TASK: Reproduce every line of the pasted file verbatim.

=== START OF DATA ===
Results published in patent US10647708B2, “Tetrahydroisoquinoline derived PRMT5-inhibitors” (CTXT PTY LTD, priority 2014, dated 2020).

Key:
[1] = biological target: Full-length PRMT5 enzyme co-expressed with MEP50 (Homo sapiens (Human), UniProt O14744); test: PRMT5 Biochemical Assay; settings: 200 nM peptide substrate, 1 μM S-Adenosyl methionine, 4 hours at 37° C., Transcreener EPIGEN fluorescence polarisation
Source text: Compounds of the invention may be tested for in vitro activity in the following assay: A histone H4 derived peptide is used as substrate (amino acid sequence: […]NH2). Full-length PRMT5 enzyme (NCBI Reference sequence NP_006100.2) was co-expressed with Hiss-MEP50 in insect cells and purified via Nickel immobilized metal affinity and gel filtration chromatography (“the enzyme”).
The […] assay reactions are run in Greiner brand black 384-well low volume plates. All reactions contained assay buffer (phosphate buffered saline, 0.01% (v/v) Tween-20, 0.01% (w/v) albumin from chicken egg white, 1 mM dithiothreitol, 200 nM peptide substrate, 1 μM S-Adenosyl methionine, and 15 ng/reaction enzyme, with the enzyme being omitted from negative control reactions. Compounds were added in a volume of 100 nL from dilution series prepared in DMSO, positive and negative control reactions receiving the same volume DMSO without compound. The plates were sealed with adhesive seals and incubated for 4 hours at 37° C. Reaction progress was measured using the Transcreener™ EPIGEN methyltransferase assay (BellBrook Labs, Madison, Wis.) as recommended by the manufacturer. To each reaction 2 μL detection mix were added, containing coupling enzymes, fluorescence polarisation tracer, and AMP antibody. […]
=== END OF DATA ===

Results published in patent US10647708B2, “Tetrahydroisoquinoline derived PRMT5-inhibitors” (CTXT PTY LTD, priority 2014, dated 2020).

Key:
[1] = biological target: Full-length PRMT5 enzyme co-expressed with MEP50 (Homo sapiens (Human), UniProt O14744); test: PRMT5 Biochemical Assay; settings: 200 nM peptide substrate, 1 μM S-Adenosyl methionine, 4 hours at 37° C., Transcreener EPIGEN fluorescence polarisation
Source text: Compounds of the invention may be tested for in vitro activity in the following assay: A histone H4 derived peptide is used as substrate (amino acid sequence: […]NH2). Full-length PRMT5 enzyme (NCBI Reference sequence NP_006100.2) was co-expressed with Hiss-MEP50 in insect cells and purified via Nickel immobilized metal affinity and gel filtration chromatography (“the enzyme”).
The […] assay reactions are run in Greiner brand black 384-well low volume plates. All reactions contained assay buffer (phosphate buffered saline, 0.01% (v/v) Tween-20, 0.01% (w/v) albumin from chicken egg white, 1 mM dithiothreitol, 200 nM peptide substrate, 1 μM S-Adenosyl methionine, and 15 ng/reaction enzyme, with the enzyme being omitted from negative control reactions. Compounds were added in a volume of 100 nL from dilution series prepared in DMSO, positive and negative control reactions receiving the same volume DMSO without compound. The plates were sealed with adhesive seals and incubated for 4 hours at 37° C. Reaction progress was measured using the Transcreener™ EPIGEN methyltransferase assay (BellBrook Labs, Madison, Wis.) as recommended by the manufacturer. To each reaction 2 μL detection mix were added, containing coupling enzymes, fluorescence polarisation tracer, and AMP antibody. […]